My Formal Graduation – Summarising the Journey        

My journey began when I still a child and tests indicated that I was ‘inadequate’ from a very early age.  Consequently I continued mostly unstimulated through school with the clear message that I should not expect to achieve anything outstanding.  Knowing that I was not one of the intelligent ones gave me little drive to do well in GCSE’s and I just ‘did my time’.

Of course further education seemed pointless and 20 years of solid employment followed feeling like I had well and truly slipped through the net.  Even though I knew I could achieve great things I plodded on fitting into the average and unfulfilling roles fitting for my careers advice.

By the time I was 35 I was depressed and I had struggled so much throughout life basically down to lack of adequate knowledge to enable me to thrive in adulthood.  It was when I fell pregnant, in the knowledge that I would be a single-mum that I was determined not to see my daughter struggle and be the subject of stereotypical poverty that I took a leap of faith in my abilities.

I embarked on a Law Degree with the Open University and I am so glad I did.  The parallel design of the KIH Bed and formation of KIH Products was quite accidental but I had a duty to share the product that I had designed, and to do so in a professional, quality and responsible way.

In the first year of my degree I gave birth, had my home repossessed, my employer sold the business and I was rapidly becoming a stereotypical single mum struggling with adversity but fighting for my life, or at least the life of my child.  The remaining years were spent moving several times due to rejection for ‘normal’ homes subject to status and constantly trying to find the right home, several attempts to secure work that would allow me to be there for my child whilst enabling me to earn enough not to recoup contributions, and building up the business whilst somehow pinning my eyes open to read law books every time my daughter slept.

Note the repossession came following me seeking advice, from the mortgage company.   I knew I could not afford the mortgage and I also knew that I could not be a responsible landlord without maintenance funds.  I was kindly advised to sign over management to the mortgage company so that they could collect rent and pay maintenance directly from the mortgage account.  They followed legal procedure and at the earliest opportunity they evicted my tenant (no rent arrears) and repossessed the house.  I battled arbitration whilst studying et al but they knew what they were doing.  My 10 years and £60K investment was gone in a flash and they sold at a loss leaving me with a deficit I am still liable for to this day.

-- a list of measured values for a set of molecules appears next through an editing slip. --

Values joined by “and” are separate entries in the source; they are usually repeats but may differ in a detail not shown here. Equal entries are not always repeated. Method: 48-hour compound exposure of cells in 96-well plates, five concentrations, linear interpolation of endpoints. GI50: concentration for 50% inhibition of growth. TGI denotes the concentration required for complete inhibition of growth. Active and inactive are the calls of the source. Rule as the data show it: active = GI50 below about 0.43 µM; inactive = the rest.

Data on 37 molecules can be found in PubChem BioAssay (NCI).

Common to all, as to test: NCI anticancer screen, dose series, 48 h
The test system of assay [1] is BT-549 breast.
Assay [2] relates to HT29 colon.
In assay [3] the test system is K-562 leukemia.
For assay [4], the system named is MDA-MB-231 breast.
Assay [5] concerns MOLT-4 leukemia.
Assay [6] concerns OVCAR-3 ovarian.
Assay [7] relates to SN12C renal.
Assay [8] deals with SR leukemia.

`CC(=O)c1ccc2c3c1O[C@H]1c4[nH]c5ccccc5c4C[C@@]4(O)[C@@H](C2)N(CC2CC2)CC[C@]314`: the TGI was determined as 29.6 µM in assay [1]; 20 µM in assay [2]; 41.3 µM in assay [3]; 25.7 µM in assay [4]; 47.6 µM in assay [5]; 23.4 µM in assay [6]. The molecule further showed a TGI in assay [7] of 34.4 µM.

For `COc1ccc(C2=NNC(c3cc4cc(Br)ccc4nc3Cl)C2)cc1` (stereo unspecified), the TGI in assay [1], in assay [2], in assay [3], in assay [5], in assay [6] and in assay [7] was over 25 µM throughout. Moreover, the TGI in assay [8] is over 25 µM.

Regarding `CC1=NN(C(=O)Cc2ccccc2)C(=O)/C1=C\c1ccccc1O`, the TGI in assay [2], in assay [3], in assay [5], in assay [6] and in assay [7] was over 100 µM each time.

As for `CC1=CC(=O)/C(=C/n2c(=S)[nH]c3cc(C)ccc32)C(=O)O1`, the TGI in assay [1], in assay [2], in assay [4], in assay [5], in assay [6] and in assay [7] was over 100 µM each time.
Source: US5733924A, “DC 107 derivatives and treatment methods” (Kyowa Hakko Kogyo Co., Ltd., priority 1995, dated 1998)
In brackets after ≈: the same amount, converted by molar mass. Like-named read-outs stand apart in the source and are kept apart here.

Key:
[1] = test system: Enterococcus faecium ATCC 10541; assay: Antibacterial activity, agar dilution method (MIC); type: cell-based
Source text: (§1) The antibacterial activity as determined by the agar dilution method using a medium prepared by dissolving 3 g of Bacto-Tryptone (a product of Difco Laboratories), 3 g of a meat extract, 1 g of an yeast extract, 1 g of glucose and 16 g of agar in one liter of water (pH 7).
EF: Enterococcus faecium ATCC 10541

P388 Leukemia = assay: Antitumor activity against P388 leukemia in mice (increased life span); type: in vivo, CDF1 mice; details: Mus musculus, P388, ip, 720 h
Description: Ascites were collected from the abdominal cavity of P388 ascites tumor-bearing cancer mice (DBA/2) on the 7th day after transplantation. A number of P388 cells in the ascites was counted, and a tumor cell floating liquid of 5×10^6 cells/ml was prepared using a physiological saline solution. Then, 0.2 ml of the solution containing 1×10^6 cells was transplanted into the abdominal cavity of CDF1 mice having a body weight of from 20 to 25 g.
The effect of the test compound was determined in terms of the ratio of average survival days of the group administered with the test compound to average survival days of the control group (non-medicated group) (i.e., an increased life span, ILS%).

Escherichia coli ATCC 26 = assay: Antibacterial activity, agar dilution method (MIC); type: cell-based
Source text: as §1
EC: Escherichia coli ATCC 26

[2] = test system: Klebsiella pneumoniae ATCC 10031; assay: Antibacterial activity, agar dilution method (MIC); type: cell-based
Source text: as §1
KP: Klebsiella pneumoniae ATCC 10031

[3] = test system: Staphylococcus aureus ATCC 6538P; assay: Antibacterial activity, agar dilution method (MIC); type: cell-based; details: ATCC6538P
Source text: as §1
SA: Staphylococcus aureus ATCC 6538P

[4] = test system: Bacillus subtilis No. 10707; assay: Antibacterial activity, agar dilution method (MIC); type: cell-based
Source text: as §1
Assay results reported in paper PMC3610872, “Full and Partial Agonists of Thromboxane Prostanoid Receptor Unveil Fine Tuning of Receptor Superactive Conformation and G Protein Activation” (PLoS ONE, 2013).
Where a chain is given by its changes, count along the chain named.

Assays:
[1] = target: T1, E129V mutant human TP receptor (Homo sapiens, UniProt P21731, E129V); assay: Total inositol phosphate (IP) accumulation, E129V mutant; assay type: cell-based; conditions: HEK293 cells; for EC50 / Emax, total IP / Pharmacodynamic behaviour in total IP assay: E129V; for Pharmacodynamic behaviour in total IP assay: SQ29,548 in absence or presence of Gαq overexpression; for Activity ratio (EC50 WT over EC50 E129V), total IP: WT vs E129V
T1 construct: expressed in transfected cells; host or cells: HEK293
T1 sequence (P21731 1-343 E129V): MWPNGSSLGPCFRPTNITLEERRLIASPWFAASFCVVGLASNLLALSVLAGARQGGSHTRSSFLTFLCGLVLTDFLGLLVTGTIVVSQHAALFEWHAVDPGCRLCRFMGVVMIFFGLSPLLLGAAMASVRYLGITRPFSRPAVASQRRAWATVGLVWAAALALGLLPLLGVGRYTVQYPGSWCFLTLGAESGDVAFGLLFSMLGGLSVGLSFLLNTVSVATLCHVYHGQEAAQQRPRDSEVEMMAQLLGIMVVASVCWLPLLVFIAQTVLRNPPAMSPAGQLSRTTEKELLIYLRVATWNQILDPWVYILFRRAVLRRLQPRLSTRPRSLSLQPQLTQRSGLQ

So despite the pressures of legal battles, business building, house moves, desperately seeking the sanctuary of work around my daughter and many other difficulties thrown in I successfully completed my Law Degree.

Now, as a single-mum, a multi-award-winning entrepreneur (supporting the UK economy and at least 5 UK businesses with every single UK and overseas order), a Law Graduate, and with the confidence and knowledge that I should have had 25 years ago I will continue to rebuild our stability and I will make sure that my daughter is as adequately prepared as possible.

My only aim now is to help, inspire and advise others via whichever mediums possible.

For a country who claims to promote equality, to then measure intelligence and segregate human beings at such a tender age, delivering a very strong, profoundly damaging message is beyond my comprehension.  I used to think that I let the school down, but I can now safely say that it was the school system, not recognising the intelligent, kind, entrepreneurial diamond that stood before them, that let me down.

I have mentioned in my previous blog that Law should be on the National Curriculum, and that every child regardless of status or tests should be entitled to an EQUAL education.  We do not celebrate diversity in children, we try to mould them and make sure that they are far from educated equally, at the earliest given opportunity.

I re-quote:

The National curriculum in England framework gives that and I quote:

Every state-funded school must offer a curriculum which is balanced and broadly based* and which:

  • promotes the spiritual, moral, cultural, mental and physical development of pupils at the school and of society
  • prepares pupils at the school for the opportunities, responsibilities and experiences of later life

source 6/10/16: https://www.gov.uk/government/publications/national-curriculum-in-england-framework-for-key-stages-1-to-4/the-national-curriculum-in-england-framework-for-key-stages-1-to-4

If you have struggled with any of the issues contained within this blog and you feel that you need help catapulting yourself forward my small 20 tip book may help you: https://www.amazon.co.uk/Finding-Happiness-Freeing-Your-Spirit-ebook/dp/B01M4KBOA3/ref=sr_1_1?ie=UTF8&qid=1479177659&sr=8-1&keywords=finding+happiness+and+freeing

If you cannot afford it e-mail me and I will send you a free pdf. 

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